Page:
The effect of different magnetospheric structures on predictions of gamma-ray pulsar light curves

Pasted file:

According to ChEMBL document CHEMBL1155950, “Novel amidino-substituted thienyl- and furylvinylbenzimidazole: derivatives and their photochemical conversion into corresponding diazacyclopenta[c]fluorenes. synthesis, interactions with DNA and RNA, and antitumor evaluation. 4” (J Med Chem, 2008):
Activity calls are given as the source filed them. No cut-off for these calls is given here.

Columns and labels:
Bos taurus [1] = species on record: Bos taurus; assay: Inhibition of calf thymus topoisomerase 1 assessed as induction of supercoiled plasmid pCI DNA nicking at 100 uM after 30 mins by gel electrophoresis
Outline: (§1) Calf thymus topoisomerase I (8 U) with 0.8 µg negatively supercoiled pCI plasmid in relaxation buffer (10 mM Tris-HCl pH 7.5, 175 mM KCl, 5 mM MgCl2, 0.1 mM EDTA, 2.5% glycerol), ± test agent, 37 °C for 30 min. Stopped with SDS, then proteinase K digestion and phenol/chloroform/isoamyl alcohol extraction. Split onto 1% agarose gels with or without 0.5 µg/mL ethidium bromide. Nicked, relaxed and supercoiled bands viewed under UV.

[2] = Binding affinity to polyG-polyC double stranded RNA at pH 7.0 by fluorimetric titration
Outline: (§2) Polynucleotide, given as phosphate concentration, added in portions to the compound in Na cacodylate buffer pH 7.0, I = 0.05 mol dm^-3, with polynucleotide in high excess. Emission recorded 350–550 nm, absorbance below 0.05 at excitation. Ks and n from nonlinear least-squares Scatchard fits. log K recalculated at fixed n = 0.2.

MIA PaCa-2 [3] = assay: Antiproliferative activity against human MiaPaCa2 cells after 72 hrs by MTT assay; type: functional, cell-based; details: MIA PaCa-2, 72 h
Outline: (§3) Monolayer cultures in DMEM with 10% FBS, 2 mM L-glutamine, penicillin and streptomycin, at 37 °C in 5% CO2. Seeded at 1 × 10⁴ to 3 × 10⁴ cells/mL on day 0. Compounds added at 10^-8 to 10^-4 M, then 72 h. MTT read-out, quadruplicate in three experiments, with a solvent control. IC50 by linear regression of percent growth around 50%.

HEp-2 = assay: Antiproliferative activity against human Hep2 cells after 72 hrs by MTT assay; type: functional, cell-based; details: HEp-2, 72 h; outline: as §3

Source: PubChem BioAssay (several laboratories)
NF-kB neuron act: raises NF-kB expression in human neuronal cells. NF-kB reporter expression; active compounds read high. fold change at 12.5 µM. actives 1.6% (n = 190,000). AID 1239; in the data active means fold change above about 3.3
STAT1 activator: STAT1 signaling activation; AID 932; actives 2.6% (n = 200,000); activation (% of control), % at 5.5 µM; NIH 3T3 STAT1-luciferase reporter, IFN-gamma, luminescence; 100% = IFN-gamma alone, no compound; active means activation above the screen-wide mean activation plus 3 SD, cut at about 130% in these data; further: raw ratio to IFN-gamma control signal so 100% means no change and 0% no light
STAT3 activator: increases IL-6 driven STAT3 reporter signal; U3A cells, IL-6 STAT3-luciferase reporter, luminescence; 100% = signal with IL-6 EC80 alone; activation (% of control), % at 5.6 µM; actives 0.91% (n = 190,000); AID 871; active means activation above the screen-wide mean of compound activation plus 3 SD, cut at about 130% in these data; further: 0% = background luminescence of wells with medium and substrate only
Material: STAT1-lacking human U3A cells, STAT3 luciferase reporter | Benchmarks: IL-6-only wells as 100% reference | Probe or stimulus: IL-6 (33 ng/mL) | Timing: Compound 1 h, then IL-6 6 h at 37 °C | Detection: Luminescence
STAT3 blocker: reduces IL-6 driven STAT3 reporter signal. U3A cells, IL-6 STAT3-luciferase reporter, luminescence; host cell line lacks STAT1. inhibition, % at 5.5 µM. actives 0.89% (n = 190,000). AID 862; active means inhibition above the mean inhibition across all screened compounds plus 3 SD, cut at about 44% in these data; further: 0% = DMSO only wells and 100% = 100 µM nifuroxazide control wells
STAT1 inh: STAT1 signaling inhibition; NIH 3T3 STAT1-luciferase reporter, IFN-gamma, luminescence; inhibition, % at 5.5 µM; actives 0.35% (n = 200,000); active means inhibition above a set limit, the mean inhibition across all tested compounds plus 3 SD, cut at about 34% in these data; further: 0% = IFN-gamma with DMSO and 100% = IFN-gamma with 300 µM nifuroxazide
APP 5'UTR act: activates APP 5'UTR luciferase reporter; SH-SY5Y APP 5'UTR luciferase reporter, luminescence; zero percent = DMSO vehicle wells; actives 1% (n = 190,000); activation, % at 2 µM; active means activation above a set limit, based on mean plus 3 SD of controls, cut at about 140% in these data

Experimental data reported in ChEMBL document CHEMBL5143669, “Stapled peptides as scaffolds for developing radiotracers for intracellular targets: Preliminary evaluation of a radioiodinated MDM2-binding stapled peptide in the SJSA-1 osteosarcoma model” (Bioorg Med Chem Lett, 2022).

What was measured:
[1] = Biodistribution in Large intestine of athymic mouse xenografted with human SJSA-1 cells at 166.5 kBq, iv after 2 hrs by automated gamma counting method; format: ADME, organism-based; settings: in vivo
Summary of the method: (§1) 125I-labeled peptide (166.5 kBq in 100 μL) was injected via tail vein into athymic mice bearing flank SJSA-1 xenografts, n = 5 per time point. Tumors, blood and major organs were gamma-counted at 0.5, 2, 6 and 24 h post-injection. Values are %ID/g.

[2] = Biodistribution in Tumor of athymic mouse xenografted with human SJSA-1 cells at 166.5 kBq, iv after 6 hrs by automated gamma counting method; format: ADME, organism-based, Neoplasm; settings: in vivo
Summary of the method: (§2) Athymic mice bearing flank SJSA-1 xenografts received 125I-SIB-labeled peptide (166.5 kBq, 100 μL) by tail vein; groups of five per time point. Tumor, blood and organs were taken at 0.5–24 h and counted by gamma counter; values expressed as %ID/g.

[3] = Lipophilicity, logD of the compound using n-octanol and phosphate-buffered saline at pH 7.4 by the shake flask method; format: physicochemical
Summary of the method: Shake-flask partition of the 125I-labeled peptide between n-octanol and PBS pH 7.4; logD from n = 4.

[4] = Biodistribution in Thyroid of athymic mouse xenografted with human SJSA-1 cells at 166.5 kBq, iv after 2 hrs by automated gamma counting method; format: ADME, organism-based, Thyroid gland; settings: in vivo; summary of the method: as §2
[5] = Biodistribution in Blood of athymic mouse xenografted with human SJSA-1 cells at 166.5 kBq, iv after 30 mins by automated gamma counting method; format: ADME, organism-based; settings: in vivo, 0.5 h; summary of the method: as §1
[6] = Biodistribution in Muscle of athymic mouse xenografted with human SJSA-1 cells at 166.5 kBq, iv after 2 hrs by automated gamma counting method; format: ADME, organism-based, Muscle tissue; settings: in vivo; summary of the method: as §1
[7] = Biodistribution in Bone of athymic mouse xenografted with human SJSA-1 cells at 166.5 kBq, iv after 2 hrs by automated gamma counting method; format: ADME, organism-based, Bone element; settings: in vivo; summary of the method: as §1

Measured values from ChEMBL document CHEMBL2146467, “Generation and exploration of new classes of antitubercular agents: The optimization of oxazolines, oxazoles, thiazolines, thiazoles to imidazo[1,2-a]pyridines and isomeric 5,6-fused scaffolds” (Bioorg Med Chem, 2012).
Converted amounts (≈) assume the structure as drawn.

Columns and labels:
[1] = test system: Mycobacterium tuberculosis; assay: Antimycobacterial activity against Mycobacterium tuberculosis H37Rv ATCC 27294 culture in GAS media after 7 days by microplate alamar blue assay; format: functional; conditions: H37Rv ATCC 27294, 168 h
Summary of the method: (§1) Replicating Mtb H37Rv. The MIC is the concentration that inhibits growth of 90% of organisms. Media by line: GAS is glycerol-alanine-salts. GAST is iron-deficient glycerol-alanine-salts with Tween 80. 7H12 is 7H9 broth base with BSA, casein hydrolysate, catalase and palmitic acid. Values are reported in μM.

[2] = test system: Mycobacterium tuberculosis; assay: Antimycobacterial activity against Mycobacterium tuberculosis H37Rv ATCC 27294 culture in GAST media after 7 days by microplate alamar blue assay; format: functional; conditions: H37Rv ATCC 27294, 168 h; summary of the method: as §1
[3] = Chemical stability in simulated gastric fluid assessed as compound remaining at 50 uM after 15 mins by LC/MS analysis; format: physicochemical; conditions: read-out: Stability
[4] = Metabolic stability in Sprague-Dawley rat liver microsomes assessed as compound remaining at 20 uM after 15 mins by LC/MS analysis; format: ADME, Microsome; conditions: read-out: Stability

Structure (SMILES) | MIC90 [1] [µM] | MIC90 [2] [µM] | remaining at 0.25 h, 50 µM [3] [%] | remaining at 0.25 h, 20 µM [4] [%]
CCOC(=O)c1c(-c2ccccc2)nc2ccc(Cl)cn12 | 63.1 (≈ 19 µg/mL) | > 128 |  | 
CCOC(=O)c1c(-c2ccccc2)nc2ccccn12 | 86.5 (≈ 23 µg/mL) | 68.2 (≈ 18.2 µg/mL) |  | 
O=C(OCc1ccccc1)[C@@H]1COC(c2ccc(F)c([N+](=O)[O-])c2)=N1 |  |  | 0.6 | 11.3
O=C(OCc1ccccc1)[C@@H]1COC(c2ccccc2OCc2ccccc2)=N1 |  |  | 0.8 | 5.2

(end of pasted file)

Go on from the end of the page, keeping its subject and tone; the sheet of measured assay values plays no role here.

The field of -ray pulsars has been revolutionised by the launch of the Fermi Large Area Telescope, increasing the population from 7 to 161 detected pulsars. The light curves of these y-ray pulsars exhibit a variety of profile shapes, and also different relative phase lags with respect to their radio pulses. We investigated the impact of different magnetospheric structures on the predicted y-ray pulsar light curve characteristics. We performed geometric light curve modelling utilising the static dipole, retarded vacuum dipole, and a symmetric offset dipole field (characterised by a parameter E), in conjunction with standard emission geometries, i.e., the two-pole caustic (with the slot gap its physical representation), and outer gap models (assuming uniform emissivity). This offset dipole field is a heuristic model that mimics deviations from the static dipole (corresponding to E = 0). We also considered a slot gap electric field for this case, which modulates the y-ray emissivity. We solved the particle transport equation and found that the particle energy only became large enough to yield significant curvature radiation at large altitudes above the stellar surface, given the relatively low electric field (in the case of the Vela pulsar). Therefore, the particles did not always attain the radiation-reaction limit (where the acceleration rate balances the radiation loss rate). The B-field structure and emission geometry determined the pulsar’s visibility and its pulse shape. For the symmetric offset dipole field we observed a small but noticeable effect in the phase plots and light curves for larger E (for both the constant and variable emissivity cases). We noted that the inclusion of the slot gap electric field led to qualitatively different light curves compared to those produced by the geometric models. We fitted our model light curves to the superior-quality y-ray light curve of the Vela pulsar (for energies > 100 MeV) for each B-field and geometric model combination using a X2 fitting method. We found an overall optimal fit for the retarded vacuum dipole field and outer gap model combination. For the retarded vacuum dipole field, the two-pole caustic model was statistically disfavoured compared to all other model combinations, since the Vela light curve possesses low off-peak emission. For the static dipole field, neither geometric model was significantly preferred. We lastly found that the offset dipole field favour smaller values of E for constant emissivity and larger E values for variable emissivity, but not significantly so.
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